3. Prioritize Requests: Evaluate each feature request based on various factors such as customer impact, feasibility, market demand, and technical constraints. Prioritize requests that align with your product strategy, provide significant value to customers, and can be reasonably implemented within your development roadmap.

  4. Communicate Transparently: Keep the requesters informed about the status of their requests. Even if a request is not accepted for implementation, provide clear and detailed explanations as to why it was rejected. This helps manage expectations and maintains open lines of communication with your users.

  5. Collect User Feedback: Engage with your users to gather feedback on feature requests. Conduct surveys, and user interviews, or collect feedback through feedback portals like Supahub or customer support channels. This helps in understanding the user needs and can influence the prioritization of feature requests.

  6. Maintain a Feedback Roadmap: Create a product roadmap that outlines the planned features and enhancements based on user requests. This communicates your commitment to addressing user needs and provides visibility into the development timeline.

  7. Monitor and Measure: Continuously monitor the usage and impact of implemented features. Use analytics and user feedback to measure the success and effectiveness of new features. This data-driven approach will help you make informed decisions and refine future feature requests.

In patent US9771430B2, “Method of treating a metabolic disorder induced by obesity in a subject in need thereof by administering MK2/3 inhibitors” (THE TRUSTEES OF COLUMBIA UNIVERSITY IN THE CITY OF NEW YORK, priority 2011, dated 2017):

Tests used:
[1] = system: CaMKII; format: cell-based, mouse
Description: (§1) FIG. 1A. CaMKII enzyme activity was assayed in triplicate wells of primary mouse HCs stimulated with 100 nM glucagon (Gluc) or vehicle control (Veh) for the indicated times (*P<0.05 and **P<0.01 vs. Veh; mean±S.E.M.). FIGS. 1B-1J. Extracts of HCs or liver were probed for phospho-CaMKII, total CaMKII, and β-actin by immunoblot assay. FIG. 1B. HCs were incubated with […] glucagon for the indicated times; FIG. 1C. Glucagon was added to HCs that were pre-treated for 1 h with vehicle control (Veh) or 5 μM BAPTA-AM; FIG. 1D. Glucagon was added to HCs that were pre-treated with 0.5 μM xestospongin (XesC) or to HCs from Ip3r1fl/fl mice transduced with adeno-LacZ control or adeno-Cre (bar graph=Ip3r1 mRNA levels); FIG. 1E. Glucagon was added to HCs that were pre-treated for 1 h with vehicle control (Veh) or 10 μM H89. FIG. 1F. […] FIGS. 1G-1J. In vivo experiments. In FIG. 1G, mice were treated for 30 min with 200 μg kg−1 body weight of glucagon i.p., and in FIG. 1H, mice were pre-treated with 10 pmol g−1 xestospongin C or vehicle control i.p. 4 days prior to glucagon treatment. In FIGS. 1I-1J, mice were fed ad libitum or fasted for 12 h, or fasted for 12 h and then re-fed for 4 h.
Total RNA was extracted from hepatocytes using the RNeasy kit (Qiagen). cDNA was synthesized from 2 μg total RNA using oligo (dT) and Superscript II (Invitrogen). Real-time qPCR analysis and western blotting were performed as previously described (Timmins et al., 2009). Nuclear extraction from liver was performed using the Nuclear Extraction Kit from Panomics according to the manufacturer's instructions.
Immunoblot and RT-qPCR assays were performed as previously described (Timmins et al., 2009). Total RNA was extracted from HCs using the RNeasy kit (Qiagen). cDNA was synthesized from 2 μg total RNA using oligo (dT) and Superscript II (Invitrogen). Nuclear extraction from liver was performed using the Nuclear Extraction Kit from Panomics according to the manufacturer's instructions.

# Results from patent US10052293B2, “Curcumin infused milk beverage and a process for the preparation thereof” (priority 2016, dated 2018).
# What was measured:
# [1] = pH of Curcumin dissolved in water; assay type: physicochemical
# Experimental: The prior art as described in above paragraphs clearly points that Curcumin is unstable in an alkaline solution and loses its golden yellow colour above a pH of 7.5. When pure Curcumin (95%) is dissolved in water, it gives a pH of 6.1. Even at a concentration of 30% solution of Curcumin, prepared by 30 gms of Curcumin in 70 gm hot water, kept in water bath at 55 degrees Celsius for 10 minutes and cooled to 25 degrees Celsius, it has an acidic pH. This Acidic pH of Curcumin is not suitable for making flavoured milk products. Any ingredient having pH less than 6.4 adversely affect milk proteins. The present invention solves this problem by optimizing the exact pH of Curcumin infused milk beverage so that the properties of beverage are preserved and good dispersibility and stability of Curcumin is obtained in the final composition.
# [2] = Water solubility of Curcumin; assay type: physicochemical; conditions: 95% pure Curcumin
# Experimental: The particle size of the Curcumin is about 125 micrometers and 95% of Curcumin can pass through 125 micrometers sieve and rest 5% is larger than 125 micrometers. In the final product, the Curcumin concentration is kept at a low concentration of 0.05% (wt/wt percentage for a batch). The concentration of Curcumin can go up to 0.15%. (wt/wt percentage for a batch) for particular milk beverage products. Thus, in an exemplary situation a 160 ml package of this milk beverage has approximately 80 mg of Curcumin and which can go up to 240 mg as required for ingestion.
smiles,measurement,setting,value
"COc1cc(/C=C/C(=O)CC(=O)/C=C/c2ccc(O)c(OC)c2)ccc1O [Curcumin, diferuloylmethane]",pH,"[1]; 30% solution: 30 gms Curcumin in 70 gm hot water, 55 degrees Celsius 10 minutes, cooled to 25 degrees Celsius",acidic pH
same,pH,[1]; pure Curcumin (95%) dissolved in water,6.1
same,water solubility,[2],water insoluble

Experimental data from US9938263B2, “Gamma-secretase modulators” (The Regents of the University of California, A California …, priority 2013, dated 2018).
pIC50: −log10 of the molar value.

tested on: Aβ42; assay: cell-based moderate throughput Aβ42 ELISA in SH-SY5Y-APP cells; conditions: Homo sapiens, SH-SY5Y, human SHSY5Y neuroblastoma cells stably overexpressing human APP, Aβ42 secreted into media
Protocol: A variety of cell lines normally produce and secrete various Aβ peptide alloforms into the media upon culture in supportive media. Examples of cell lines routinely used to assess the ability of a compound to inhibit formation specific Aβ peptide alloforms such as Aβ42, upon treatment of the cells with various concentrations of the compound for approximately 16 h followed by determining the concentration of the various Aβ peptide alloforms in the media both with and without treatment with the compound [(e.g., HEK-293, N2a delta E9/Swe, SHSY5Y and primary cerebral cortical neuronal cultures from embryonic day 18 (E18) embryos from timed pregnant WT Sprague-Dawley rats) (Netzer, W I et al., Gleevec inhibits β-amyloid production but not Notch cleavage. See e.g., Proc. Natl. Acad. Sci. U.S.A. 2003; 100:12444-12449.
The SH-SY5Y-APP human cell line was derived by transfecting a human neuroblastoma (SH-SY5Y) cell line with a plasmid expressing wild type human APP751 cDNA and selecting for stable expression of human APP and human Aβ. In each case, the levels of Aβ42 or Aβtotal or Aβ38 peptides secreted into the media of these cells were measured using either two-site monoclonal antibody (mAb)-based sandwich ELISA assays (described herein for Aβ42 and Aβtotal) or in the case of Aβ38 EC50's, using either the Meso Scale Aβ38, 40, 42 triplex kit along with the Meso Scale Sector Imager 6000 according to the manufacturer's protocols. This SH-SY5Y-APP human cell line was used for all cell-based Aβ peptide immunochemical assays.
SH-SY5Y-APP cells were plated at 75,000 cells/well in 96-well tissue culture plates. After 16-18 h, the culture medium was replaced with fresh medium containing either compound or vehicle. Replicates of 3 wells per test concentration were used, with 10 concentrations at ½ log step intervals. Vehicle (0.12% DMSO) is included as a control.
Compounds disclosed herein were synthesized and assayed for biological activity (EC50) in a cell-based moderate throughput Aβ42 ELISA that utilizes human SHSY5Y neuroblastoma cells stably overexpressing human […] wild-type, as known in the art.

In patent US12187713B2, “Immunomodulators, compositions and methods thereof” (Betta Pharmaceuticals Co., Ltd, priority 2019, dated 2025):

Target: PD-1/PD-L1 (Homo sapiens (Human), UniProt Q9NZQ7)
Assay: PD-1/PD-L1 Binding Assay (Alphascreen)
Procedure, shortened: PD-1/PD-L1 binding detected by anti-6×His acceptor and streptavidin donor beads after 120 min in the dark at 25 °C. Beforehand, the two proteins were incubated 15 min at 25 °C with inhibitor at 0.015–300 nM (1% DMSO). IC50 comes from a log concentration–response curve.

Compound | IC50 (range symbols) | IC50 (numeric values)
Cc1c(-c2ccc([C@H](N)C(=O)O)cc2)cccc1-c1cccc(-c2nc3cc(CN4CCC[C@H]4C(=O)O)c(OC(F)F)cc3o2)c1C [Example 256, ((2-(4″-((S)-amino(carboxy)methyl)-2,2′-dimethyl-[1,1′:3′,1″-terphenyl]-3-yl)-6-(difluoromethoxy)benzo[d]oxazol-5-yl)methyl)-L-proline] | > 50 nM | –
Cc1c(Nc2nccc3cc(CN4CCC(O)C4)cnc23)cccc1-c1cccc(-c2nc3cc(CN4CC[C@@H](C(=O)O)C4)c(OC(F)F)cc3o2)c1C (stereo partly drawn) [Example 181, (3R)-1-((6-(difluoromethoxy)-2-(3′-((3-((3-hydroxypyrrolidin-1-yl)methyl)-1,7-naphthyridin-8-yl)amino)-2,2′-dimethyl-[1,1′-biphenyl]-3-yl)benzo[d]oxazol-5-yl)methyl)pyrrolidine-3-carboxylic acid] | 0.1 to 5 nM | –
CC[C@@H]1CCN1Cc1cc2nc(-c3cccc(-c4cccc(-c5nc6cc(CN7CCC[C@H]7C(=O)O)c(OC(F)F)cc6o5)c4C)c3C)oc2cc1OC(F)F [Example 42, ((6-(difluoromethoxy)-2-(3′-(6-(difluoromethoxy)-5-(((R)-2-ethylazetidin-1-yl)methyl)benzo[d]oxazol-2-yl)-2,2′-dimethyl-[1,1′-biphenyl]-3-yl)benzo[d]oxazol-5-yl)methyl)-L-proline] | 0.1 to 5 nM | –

8. Collaborate with Stakeholders: Involve relevant stakeholders, including your product team, developers, and key customers, in the decision-making process. This collaboration ensures that decisions are well-informed and considers the perspectives of different stakeholders.

  9. Iterate and Evolve: Feature requests can change over time as user needs evolve and the market landscape shifts. Regularly review and update your feature request process to adapt to changing circumstances and ensure continuous improvement.

  10. Don't Overcommit: While it's important to listen to user feedback and prioritize their needs, it's also crucial not to overcommit to every request. Setting realistic expectations and managing scope is essential to avoid overloading your development team and compromising the quality of your product.

By following these tips, you can effectively manage feature requests and ensure that your product development efforts align with user needs and business goals.

How to handle conflicting feature requests from different stakeholders?

Inevitably, there will be instances where different stakeholders submit conflicting feature requests. Effectively addressing and resolving these conflicts is essential to maintaining a harmonious development process and ensuring the best possible outcome for your product. Here are some strategies to handle conflicting feature requests: